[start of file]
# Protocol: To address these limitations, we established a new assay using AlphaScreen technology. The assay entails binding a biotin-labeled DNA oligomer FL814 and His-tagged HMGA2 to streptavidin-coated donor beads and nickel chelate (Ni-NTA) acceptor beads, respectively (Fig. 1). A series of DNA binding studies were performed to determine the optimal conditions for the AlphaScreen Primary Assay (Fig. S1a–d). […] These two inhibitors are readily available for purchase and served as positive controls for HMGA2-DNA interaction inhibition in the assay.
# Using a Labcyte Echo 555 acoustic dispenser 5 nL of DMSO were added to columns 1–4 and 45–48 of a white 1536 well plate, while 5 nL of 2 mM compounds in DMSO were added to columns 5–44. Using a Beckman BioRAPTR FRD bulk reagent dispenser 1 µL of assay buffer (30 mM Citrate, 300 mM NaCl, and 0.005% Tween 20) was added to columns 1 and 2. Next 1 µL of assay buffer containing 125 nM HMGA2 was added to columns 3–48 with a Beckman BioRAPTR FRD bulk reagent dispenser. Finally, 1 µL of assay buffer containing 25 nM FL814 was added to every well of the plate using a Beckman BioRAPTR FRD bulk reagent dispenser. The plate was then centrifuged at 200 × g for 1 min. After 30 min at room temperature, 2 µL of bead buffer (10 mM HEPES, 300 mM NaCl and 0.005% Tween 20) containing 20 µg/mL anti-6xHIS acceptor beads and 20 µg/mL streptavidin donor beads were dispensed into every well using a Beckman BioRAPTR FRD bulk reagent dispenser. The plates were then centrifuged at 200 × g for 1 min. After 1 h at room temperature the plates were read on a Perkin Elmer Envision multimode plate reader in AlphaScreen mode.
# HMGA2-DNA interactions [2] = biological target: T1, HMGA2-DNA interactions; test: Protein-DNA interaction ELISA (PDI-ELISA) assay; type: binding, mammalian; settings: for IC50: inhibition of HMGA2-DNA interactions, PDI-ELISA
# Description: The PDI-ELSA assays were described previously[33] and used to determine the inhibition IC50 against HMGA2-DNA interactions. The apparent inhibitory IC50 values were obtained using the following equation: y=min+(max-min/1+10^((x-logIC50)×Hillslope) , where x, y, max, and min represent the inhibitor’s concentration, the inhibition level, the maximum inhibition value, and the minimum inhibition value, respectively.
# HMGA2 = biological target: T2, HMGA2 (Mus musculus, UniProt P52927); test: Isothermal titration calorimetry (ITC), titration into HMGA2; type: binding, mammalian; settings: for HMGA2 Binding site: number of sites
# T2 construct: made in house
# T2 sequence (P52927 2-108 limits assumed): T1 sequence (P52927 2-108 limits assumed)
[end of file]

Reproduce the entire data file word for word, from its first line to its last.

# Protocol: To address these limitations, we established a new assay using AlphaScreen technology. The assay entails binding a biotin-labeled DNA oligomer FL814 and His-tagged HMGA2 to streptavidin-coated donor beads and nickel chelate (Ni-NTA) acceptor beads, respectively (Fig. 1). A series of DNA binding studies were performed to determine the optimal conditions for the AlphaScreen Primary Assay (Fig. S1a–d). […] These two inhibitors are readily available for purchase and served as positive controls for HMGA2-DNA interaction inhibition in the assay.
# Using a Labcyte Echo 555 acoustic dispenser 5 nL of DMSO were added to columns 1–4 and 45–48 of a white 1536 well plate, while 5 nL of 2 mM compounds in DMSO were added to columns 5–44. Using a Beckman BioRAPTR FRD bulk reagent dispenser 1 µL of assay buffer (30 mM Citrate, 300 mM NaCl, and 0.005% Tween 20) was added to columns 1 and 2. Next 1 µL of assay buffer containing 125 nM HMGA2 was added to columns 3–48 with a Beckman BioRAPTR FRD bulk reagent dispenser. Finally, 1 µL of assay buffer containing 25 nM FL814 was added to every well of the plate using a Beckman BioRAPTR FRD bulk reagent dispenser. The plate was then centrifuged at 200 × g for 1 min. After 30 min at room temperature, 2 µL of bead buffer (10 mM HEPES, 300 mM NaCl and 0.005% Tween 20) containing 20 µg/mL anti-6xHIS acceptor beads and 20 µg/mL streptavidin donor beads were dispensed into every well using a Beckman BioRAPTR FRD bulk reagent dispenser. The plates were then centrifuged at 200 × g for 1 min. After 1 h at room temperature the plates were read on a Perkin Elmer Envision multimode plate reader in AlphaScreen mode.
# HMGA2-DNA interactions [2] = biological target: T1, HMGA2-DNA interactions; test: Protein-DNA interaction ELISA (PDI-ELISA) assay; type: binding, mammalian; settings: for IC50: inhibition of HMGA2-DNA interactions, PDI-ELISA
# Description: The PDI-ELSA assays were described previously[33] and used to determine the inhibition IC50 against HMGA2-DNA interactions. The apparent inhibitory IC50 values were obtained using the following equation: y=min+(max-min/1+10^((x-logIC50)×Hillslope) , where x, y, max, and min represent the inhibitor’s concentration, the inhibition level, the maximum inhibition value, and the minimum inhibition value, respectively.
# HMGA2 = biological target: T2, HMGA2 (Mus musculus, UniProt P52927); test: Isothermal titration calorimetry (ITC), titration into HMGA2; type: binding, mammalian; settings: for HMGA2 Binding site: number of sites
# T2 construct: made in house
# T2 sequence (P52927 2-108 limits assumed): T1 sequence (P52927 2-108 limits assumed)